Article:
Week 12 – Texas Flycatcher

Scissor-tailed Flycatcher

Scissor-tailed Flycatcher, Muscivora forficata at Laguna Seda Ranch

I had driven down to south Texas to photograph birds. After a few days on my own I picked up David Fahrney, a friend from Colorado who had flown to McAllen, Texas to join me. We were planning to photograph at the Laguna Seda Ranch, a few miles north of McAllen. On this particular morning our most capable nature photographer guide, Janice McConaha had taken us to a field used to bait birds of prey. A blind had been constructed and the field was grass with a few dead tree branches here and there.

When we arrived, a pair of scissor-tailed flycatchers was flying about hunting insects. We noticed that from time to time they would sit for a short time on some of the dead tree limbs that were in the field. It shortly became my goal to photograph one of these beautiful birds with its wings extended. I tried as the birds were hunting in flight. Then I tried to focus on a bird sitting and photograph it as it flew away. This did not work very well either.

I persevered and finally came up with a plan that worked. With my camera on a tripod I would pre-focus on an area where I hoped the bird would be approaching a landing. It was useless trying to look through the camera viewfinder and take the picture when the bird arrived. I was always too late. So with a remote shutter release cable attached, I would watch the bird approaching and begin firing a burst of exposures hoping that I could capture the bird with a nice pose and that it would be in focus. Unfortunately the birds did not always come from the same direction or go to the same perch. I do not know how many shots I took, but probably 200 or more. Maybe 25 were sharp. Some poses were much better than others. Then I got the one that you see attached here. It is the male scissor-tailed flycatcher with a moth in its beak. A second later the insect was swallowed.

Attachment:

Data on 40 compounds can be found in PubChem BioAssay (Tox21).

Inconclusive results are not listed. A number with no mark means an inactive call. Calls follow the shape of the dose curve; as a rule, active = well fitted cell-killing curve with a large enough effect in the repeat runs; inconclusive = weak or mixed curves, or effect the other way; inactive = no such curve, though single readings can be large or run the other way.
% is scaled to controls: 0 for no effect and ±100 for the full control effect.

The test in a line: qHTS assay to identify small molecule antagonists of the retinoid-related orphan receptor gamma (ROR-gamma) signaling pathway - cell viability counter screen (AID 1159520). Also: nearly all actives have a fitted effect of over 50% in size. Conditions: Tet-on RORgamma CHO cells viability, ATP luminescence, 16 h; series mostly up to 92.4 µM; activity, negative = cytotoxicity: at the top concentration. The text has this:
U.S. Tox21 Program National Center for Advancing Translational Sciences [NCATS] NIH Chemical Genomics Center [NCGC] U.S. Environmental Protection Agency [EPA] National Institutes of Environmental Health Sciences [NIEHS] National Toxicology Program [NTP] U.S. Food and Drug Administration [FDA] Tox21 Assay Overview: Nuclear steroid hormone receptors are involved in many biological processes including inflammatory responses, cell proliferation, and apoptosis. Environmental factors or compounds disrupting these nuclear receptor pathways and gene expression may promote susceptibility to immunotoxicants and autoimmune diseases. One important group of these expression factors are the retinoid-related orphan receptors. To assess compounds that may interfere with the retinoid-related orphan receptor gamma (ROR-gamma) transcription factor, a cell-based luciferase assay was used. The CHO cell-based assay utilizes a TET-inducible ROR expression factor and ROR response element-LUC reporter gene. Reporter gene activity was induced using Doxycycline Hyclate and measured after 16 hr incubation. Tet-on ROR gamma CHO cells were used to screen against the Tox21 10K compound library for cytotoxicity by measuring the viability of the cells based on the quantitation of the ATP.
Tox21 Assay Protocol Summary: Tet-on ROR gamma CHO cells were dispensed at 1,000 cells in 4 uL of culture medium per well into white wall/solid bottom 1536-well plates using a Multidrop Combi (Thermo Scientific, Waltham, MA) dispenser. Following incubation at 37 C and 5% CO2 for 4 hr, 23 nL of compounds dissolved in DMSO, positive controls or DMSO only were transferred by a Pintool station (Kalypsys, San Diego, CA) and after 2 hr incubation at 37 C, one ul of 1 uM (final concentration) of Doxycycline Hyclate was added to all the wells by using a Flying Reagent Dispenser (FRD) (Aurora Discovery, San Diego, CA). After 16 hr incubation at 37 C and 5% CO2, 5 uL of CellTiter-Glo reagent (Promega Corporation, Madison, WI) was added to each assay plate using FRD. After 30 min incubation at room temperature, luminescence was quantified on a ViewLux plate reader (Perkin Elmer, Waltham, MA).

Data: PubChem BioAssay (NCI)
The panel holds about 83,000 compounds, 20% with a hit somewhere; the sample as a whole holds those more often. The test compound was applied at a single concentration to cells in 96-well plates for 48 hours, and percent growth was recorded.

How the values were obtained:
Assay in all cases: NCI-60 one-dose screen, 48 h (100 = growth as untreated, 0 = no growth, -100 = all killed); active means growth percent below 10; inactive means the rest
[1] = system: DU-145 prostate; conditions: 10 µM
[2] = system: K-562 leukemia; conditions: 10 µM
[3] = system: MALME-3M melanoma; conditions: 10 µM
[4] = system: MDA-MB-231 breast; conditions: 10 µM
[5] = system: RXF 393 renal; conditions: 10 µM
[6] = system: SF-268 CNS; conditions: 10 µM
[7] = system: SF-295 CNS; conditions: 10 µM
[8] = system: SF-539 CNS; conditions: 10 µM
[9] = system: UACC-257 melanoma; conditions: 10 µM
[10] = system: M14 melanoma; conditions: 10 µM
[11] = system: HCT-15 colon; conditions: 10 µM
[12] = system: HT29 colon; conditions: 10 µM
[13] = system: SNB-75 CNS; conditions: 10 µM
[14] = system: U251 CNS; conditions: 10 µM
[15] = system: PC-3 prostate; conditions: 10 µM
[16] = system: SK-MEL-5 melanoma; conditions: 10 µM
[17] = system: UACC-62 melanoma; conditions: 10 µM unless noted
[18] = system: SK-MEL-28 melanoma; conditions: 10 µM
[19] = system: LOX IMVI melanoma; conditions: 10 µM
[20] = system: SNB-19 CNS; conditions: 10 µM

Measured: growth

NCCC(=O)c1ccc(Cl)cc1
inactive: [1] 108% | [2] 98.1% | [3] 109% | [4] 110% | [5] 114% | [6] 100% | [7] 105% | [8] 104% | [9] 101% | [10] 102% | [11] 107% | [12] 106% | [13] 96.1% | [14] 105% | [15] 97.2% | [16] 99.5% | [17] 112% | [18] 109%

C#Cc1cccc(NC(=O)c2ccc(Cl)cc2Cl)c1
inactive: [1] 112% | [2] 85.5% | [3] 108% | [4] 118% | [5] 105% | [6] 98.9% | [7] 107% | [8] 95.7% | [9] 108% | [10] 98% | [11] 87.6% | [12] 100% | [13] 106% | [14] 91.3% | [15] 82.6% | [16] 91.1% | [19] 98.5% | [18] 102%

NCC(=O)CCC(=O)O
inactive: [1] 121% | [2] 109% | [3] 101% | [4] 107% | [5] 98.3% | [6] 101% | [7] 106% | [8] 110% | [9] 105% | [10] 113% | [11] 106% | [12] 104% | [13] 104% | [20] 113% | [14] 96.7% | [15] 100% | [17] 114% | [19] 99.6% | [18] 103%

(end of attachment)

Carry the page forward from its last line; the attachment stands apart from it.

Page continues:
As a youngster growing up in Albany, GA I developed an interest in nature, and birds in particular. By age 14 I had acquired and almost memorized Peterson’s “A Field Guide to the Birds”. The scissor-tailed flycatcher was very rare in southwest Georgia and I never saw one. It was one of my dreams to see this bird and after 60+ years not only did I see one, but photographed it as well. Just for the record, while I really enjoy birds, I am not considered a serious birder since I have not kept a “life list”.

Technical Data:

  • Scissor-tailed Flycatcher, Muscivora forficata at Laguna Seda Ranch
  • Nikon D800 with Nikon 200-400 f/4 and 1/4X tele-converter
  • Focal length 550 mm, 1/500 sec at f/5.6, ISO 400
  • April 16, 2014 at 9:44 AM